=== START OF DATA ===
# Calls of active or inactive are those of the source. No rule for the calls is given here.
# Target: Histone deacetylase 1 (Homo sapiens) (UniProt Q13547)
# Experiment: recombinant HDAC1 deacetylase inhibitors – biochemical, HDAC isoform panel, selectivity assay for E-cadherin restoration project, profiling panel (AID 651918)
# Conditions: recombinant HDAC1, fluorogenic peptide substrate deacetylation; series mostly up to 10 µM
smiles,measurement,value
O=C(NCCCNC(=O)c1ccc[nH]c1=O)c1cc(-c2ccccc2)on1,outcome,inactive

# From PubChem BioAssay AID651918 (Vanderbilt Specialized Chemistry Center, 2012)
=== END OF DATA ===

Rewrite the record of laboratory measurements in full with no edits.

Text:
# Calls of active or inactive are those of the source. No rule for the calls is given here.
# Target: Histone deacetylase 1 (Homo sapiens) (UniProt Q13547)
# Experiment: recombinant HDAC1 deacetylase inhibitors – biochemical, HDAC isoform panel, selectivity assay for E-cadherin restoration project, profiling panel (AID 651918)
# Conditions: recombinant HDAC1, fluorogenic peptide substrate deacetylation; series mostly up to 10 µM
smiles,measurement,value
O=C(NCCCNC(=O)c1ccc[nH]c1=O)c1cc(-c2ccccc2)on1,outcome,inactive

# From PubChem BioAssay AID651918 (Vanderbilt Specialized Chemistry Center, 2012)